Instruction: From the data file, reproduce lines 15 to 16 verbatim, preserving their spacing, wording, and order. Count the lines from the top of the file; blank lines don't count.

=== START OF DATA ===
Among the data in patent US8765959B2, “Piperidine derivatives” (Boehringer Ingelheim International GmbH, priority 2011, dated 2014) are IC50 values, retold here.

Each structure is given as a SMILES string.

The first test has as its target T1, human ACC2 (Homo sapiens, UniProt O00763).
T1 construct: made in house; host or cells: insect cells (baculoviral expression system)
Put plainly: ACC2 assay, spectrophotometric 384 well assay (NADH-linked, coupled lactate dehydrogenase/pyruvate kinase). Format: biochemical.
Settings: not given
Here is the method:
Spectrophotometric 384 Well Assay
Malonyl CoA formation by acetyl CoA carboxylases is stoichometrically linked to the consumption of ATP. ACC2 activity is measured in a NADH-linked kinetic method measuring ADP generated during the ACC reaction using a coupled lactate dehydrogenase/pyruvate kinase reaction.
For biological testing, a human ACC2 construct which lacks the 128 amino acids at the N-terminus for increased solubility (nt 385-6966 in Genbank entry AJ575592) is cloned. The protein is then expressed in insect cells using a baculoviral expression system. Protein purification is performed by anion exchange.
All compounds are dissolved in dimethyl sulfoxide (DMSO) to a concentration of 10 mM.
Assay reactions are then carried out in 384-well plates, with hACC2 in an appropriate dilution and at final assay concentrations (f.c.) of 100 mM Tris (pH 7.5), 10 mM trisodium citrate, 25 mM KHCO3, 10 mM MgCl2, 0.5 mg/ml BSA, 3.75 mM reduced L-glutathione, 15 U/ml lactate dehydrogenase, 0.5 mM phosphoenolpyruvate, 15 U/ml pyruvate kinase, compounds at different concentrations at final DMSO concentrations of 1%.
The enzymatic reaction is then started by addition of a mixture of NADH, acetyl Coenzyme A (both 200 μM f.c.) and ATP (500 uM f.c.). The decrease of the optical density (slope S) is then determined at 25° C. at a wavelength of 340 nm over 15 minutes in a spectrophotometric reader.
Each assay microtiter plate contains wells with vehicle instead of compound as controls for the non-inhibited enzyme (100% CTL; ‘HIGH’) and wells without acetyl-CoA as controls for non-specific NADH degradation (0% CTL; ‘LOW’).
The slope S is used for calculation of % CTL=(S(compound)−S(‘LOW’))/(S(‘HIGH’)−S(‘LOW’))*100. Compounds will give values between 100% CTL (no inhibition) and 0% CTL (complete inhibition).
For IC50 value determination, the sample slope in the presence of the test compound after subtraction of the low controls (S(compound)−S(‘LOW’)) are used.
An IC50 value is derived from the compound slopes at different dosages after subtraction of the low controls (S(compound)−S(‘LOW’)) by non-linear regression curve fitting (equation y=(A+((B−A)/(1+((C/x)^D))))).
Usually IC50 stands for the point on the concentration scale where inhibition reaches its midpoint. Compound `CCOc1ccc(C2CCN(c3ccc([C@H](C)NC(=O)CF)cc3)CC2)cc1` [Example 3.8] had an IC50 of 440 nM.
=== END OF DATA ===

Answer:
The slope S is used for calculation of % CTL=(S(compound)−S(‘LOW’))/(S(‘HIGH’)−S(‘LOW’))*100. Compounds will give values between 100% CTL (no inhibition) and 0% CTL (complete inhibition).
For IC50 value determination, the sample slope in the presence of the test compound after subtraction of the low controls (S(compound)−S(‘LOW’)) are used.